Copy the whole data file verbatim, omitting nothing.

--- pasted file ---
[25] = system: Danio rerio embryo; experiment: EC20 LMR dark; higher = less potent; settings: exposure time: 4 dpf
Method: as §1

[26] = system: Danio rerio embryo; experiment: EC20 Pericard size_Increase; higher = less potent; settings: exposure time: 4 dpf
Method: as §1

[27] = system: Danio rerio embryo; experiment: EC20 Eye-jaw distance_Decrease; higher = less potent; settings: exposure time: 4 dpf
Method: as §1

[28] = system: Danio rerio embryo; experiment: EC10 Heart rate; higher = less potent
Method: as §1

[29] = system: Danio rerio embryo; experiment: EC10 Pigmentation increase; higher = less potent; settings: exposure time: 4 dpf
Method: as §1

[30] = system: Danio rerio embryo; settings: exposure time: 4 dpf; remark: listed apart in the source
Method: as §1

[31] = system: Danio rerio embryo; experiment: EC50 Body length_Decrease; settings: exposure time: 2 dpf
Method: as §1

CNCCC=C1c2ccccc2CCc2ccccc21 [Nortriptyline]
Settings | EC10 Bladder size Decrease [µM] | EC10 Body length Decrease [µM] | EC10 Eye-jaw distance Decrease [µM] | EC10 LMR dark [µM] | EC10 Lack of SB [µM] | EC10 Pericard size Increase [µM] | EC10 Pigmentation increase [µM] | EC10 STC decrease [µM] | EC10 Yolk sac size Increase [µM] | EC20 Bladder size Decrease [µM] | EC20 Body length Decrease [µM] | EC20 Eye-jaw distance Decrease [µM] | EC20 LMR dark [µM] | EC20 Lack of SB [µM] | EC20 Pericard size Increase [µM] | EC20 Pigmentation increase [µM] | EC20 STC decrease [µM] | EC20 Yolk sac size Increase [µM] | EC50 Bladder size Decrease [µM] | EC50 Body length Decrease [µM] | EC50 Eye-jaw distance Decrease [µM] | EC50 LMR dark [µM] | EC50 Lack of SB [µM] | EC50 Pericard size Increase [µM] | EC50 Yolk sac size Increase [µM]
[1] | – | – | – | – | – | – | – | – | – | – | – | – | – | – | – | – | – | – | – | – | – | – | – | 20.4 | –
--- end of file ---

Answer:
[25] = system: Danio rerio embryo; experiment: EC20 LMR dark; higher = less potent; settings: exposure time: 4 dpf
Method: as §1

[26] = system: Danio rerio embryo; experiment: EC20 Pericard size_Increase; higher = less potent; settings: exposure time: 4 dpf
Method: as §1

[27] = system: Danio rerio embryo; experiment: EC20 Eye-jaw distance_Decrease; higher = less potent; settings: exposure time: 4 dpf
Method: as §1

[28] = system: Danio rerio embryo; experiment: EC10 Heart rate; higher = less potent
Method: as §1

[29] = system: Danio rerio embryo; experiment: EC10 Pigmentation increase; higher = less potent; settings: exposure time: 4 dpf
Method: as §1

[30] = system: Danio rerio embryo; settings: exposure time: 4 dpf; remark: listed apart in the source
Method: as §1

[31] = system: Danio rerio embryo; experiment: EC50 Body length_Decrease; settings: exposure time: 2 dpf
Method: as §1

CNCCC=C1c2ccccc2CCc2ccccc21 [Nortriptyline]
Settings | EC10 Bladder size Decrease [µM] | EC10 Body length Decrease [µM] | EC10 Eye-jaw distance Decrease [µM] | EC10 LMR dark [µM] | EC10 Lack of SB [µM] | EC10 Pericard size Increase [µM] | EC10 Pigmentation increase [µM] | EC10 STC decrease [µM] | EC10 Yolk sac size Increase [µM] | EC20 Bladder size Decrease [µM] | EC20 Body length Decrease [µM] | EC20 Eye-jaw distance Decrease [µM] | EC20 LMR dark [µM] | EC20 Lack of SB [µM] | EC20 Pericard size Increase [µM] | EC20 Pigmentation increase [µM] | EC20 STC decrease [µM] | EC20 Yolk sac size Increase [µM] | EC50 Bladder size Decrease [µM] | EC50 Body length Decrease [µM] | EC50 Eye-jaw distance Decrease [µM] | EC50 LMR dark [µM] | EC50 Lack of SB [µM] | EC50 Pericard size Increase [µM] | EC50 Yolk sac size Increase [µM]
[1] | – | – | – | – | – | – | – | – | – | – | – | – | – | – | – | – | – | – | – | – | – | – | – | 20.4 | –